In an embodiment in accordance with the present invention, a pulse tube expander 70, illustrated schematically in FIG. 2, has many of the same components as the pulse tube 20 of FIG. 1. The same nomenclature and reference numerals have been applied where appropriate in FIG. 2, and the prior description of those elements of structure is incorporated here.

The primary difference between the approach of FIG. 2 and that of FIG. 1 is that the calibrated orifice 54 is replaced with a constriction structure 72 having a constriction structure inlet in gaseous communication with the pulse-tube outlet, and a constriction structure outlet. The constriction structure 72 comprises at least two independent passageways therethrough extending from the constriction structure inlet to the constriction structure outlet.

A preferred form of the constriction structure 72 is illustrated in FIG. 2. The preferred constriction structure 72 comprises a porous plug 74 having a porous-plug inlet 76 in gaseous communication with the pulse-tube outlet 46 (in this case indirectly through the third heat exchanger 48), and a porous-plug outlet 78. The surge-tank inlet 62 is in communication with the porous-plug outlet 78.

The constriction structure 72 and its porous plug 74 embodiment provide at least two, and preferably a plurality of, passageways through which the gas pressure wave and mass flow are transmitted. If one or a few of the passageways are blocked by particulate or condensable contaminant, the remaining parallel (in a mass or pressure flow sense) passageways remain open and the functionality of the structure is not impaired.

The porous plug 74 may take any of a variety of forms. The porous plug 74 may be a sintered mass of material. The sintering is incomplete so that the relative density is less than 1, leaving an open-cell network of interconnected porosity extending through the sintered mass. The porous plug may instead comprise a packed solid bed of distinct, free-flowing bodies 84. The term “distinct, free-flowing” means that the bodies would pour out of an inverted container. In this case, the distinct, free-flowing bodies 84 are non-particulating so that over time when in service they do not form clumps that would alter the flow characteristics. The distinct, free-flowing bodies 84 are also non-settling, so that over time when in service they do not form a stratified structure from the fluidizing action of the gas pressure and mass flow, which stratified structure would also alter the flow characteristics. The porous plug 74 is made of any operable material, with preferred examples being copper, aluminum, stainless steel, a lead-antimony alloy, glass, and/or a ceramic.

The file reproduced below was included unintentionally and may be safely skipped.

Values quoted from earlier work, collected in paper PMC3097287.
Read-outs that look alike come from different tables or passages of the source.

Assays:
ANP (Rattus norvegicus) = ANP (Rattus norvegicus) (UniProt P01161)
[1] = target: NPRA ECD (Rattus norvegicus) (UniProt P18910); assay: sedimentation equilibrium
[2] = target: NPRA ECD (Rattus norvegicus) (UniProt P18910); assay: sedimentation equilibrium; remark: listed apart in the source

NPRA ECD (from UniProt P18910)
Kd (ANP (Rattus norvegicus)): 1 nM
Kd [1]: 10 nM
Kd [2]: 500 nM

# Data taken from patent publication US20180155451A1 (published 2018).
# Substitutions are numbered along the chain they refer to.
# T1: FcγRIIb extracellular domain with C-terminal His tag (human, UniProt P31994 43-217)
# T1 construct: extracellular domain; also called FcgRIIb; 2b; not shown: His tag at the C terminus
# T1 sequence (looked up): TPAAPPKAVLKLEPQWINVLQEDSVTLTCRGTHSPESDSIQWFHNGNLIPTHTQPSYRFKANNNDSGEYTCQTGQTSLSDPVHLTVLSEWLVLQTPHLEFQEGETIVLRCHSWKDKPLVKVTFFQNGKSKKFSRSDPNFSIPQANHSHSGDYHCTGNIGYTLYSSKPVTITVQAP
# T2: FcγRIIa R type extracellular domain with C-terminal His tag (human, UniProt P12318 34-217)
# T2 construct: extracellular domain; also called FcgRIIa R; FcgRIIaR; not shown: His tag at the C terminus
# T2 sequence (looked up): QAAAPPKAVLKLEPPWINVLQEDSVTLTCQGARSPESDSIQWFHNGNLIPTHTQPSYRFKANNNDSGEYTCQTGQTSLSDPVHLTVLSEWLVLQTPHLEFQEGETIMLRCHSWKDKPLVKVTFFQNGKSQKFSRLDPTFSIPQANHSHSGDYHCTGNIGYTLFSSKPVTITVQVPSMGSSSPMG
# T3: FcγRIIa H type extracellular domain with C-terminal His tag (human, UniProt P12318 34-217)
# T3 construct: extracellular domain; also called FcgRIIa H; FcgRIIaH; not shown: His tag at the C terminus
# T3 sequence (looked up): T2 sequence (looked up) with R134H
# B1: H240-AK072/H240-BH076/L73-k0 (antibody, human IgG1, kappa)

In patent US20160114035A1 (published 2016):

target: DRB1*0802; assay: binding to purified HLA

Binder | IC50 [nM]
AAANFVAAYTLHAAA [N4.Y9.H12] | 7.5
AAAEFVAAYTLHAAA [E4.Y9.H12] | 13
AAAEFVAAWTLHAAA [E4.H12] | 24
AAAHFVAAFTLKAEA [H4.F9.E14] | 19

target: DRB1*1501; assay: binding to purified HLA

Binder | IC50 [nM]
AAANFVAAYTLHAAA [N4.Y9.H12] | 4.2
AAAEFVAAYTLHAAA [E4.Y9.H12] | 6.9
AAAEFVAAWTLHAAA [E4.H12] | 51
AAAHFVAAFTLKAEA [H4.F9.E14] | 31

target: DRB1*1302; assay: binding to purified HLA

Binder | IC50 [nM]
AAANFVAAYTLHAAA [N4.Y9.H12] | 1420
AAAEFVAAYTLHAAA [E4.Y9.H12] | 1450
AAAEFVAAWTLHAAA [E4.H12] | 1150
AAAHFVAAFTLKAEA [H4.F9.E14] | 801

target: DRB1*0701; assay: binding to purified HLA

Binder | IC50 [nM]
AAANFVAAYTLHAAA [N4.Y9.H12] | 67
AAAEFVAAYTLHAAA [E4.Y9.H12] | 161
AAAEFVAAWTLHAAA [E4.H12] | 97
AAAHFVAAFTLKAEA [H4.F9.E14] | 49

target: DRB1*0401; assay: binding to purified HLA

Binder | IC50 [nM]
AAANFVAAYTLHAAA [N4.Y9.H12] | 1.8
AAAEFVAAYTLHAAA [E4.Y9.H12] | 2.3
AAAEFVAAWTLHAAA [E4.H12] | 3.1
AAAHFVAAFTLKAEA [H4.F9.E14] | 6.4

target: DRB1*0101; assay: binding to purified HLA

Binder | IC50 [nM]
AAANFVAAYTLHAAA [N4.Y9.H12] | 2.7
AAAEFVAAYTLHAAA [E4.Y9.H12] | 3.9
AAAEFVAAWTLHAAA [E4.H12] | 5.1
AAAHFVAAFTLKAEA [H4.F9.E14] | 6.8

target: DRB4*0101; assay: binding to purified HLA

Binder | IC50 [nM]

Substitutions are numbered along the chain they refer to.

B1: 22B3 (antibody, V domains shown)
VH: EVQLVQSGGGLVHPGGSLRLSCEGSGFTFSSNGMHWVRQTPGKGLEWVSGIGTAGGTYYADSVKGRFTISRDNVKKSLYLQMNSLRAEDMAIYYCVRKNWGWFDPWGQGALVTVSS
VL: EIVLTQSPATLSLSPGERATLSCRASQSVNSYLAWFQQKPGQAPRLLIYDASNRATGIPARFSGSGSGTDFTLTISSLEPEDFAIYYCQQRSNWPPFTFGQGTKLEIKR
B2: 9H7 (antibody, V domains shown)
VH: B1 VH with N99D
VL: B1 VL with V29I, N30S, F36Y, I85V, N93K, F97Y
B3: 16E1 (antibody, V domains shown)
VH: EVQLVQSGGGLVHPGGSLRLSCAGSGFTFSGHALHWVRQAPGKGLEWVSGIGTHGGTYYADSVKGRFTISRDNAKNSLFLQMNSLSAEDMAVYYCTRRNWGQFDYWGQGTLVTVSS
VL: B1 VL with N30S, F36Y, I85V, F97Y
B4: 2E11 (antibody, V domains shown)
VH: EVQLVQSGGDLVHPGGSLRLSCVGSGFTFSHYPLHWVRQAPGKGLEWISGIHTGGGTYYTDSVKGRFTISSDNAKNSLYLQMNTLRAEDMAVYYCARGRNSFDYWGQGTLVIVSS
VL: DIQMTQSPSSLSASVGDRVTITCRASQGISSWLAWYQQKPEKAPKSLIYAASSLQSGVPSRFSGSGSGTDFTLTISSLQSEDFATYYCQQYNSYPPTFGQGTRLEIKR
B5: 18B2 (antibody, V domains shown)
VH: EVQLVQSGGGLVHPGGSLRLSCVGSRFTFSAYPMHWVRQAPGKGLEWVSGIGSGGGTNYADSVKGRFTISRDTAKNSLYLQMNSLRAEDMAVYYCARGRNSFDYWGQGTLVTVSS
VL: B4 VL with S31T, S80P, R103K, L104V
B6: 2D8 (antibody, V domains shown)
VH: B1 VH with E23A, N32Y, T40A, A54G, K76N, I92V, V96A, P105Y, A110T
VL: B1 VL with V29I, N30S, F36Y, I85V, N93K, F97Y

Most preferably and as illustrated in FIG. 3, the porous plug 74 comprises a tube 80 filled with a porous solid mass 81. The tube 80 physically contains and confines the porous solid mass 81 and also prevents gas leakage outwardly from the sides of the porous solid mass. The tube 80 may be filled, for example, with the sintered material that acts as the porous solid mass 81. FIG. 3 illustrates the tube 80 filled with the plurality of distinct, free-flowing bodies 84 that together serve as the porous solid mass 81. In this case, the distinct, free-flowing bodies 84 are generally spherical balls. To retain the distinct, free-flowing balls in the tube 80, a screen 82 (which may be one screen or more than one screen in a screen pack) is placed over each end of the tube 80. The screen 82 has a mesh size smaller than the bodies contained within the tube 80.

The gas-pressure-transmission and mass-flow properties of the porous plug 74 may be established over a wide range, an important advantage of the invention. The gas pressure transmission and mass flow properties are determined by the length and diameter of the porous plug 74, and by the hydraulic diameter of the porous material of the porous plug. That is, the size and nature of the porosity establish the flow impedance of the porous plug 74. By adjusting these parameters, the gas-pressure-transmission and mass-flow properties of the porous plug 74 are readily selected. The flow properties of the gas in the porous plug are approximately determined by the relation: